SAN FRANCISCO—Mismatched cord blood can be a suitable alternative for stem cell transplants for patients with acute leukemia, especially in emergency situations, according to research presented at ASH 2008.
The study of bone marrow stem cell transplants in 1,240 adults with acute leukemia revealed that rates of transplant-related deaths, leukemia-free survival, and overall survival were similar for mismatched peripheral blood, bone marrow, and cord blood transplants. Among patients with cord blood transplants, there was also less chronic graft -vs-host disease than from mismatched peripheral blood and bone marrow transplants (abstract 151).
“The chance of finding a matched donor among Caucasians is just 50%, if there’s no matched sibling donor, and the rates are even lower for minorities. For instance, the rate of matched unrelated donors among African Americans is 17%,” said lead researcher Mary Eapen, MBBS, an associate professor of pediatrics at the Medical College of Wisconsin in Milwaukee. “What this study showed is that for those patients who don’t have an available matched donor, cord blood is a suitable option.”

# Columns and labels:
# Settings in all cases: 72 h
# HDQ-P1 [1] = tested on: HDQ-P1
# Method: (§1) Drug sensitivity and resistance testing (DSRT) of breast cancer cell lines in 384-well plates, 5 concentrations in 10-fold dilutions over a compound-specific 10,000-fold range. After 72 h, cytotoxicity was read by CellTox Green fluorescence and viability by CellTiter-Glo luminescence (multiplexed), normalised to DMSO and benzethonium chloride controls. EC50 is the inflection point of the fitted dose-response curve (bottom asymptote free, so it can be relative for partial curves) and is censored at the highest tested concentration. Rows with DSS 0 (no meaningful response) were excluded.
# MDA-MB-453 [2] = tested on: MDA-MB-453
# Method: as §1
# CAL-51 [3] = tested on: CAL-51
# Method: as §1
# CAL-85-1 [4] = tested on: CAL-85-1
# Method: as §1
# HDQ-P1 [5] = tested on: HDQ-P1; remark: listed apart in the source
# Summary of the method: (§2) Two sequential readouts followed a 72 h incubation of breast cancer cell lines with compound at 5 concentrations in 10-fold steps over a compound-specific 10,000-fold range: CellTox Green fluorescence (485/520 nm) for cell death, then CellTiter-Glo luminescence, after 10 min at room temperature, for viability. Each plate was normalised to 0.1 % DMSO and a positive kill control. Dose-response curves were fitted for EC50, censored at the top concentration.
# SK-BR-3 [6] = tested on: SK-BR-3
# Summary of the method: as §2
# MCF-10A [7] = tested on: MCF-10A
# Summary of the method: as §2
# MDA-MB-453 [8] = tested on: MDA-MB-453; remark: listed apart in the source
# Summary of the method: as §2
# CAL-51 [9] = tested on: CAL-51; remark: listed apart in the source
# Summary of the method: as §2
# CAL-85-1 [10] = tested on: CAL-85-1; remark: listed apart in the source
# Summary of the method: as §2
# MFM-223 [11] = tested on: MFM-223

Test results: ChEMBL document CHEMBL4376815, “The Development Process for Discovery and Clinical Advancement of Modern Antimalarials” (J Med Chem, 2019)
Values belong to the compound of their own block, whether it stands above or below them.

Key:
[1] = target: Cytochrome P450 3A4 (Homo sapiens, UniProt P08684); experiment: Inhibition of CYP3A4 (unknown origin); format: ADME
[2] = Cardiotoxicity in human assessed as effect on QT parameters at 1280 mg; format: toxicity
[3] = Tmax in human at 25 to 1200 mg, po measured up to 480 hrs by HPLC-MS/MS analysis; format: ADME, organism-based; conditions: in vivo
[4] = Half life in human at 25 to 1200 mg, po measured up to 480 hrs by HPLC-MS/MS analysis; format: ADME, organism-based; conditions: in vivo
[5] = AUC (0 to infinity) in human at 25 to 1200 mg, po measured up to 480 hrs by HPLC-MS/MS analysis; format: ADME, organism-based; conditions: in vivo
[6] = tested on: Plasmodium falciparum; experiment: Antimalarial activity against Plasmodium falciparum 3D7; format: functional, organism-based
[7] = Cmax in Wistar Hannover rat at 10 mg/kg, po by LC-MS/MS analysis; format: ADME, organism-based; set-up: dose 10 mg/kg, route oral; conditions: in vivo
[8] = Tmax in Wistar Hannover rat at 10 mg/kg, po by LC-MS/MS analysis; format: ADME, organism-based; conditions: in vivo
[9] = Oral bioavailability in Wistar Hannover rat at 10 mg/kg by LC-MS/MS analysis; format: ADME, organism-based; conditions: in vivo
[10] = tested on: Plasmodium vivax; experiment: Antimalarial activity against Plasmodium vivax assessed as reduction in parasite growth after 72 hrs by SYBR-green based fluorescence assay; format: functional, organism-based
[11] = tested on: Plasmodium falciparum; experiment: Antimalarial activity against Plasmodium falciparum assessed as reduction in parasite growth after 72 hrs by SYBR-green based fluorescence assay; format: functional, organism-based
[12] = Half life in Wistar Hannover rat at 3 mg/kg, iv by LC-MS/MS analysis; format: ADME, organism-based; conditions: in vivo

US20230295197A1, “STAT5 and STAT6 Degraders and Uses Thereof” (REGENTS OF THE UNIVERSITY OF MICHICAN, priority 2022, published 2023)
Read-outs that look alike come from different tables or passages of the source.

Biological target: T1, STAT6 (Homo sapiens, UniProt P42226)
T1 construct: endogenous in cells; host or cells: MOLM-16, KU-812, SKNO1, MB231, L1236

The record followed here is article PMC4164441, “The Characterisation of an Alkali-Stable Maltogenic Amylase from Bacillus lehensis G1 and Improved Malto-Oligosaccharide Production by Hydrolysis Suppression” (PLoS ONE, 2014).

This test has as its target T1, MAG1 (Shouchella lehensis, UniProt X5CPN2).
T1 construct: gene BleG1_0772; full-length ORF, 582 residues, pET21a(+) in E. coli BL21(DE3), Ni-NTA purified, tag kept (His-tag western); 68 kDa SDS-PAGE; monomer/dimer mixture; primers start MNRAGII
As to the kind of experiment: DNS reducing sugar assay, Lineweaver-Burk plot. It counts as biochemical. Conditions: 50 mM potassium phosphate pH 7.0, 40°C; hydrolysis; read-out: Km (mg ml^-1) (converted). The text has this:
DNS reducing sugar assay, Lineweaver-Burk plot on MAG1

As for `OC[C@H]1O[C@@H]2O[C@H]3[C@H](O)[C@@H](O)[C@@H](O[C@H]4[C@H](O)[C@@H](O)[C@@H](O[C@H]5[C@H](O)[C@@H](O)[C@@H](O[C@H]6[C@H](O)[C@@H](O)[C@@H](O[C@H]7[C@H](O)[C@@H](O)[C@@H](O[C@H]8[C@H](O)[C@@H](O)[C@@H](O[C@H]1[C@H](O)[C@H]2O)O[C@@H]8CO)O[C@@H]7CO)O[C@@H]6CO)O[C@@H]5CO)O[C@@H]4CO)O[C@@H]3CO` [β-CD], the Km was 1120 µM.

The study analyzed the outcomes of 707 patients with acute myeloid leukemia and 533 patients with acute lymphocytic leukemia who received stem cell transplants from 2002 to 2006, using registry data from the National Marrow Donor Program. The study evaluated the efficacy of three types of stem cell sources: bone marrow, peripheral blood, and cord blood.
Among patients who received a bone marrow stem cell transplant, 243 were matched at eight out of eight possible HLA loci and 111 were matched at seven HLA loci. In those receiving a peripheral blood stem cell transplant, 518 were matched at eight HLA loci and 210 at seven HLA loci. For those receiving cord blood transplants, 28 were matched at five or six HLA loci and 110 at four HLA loci.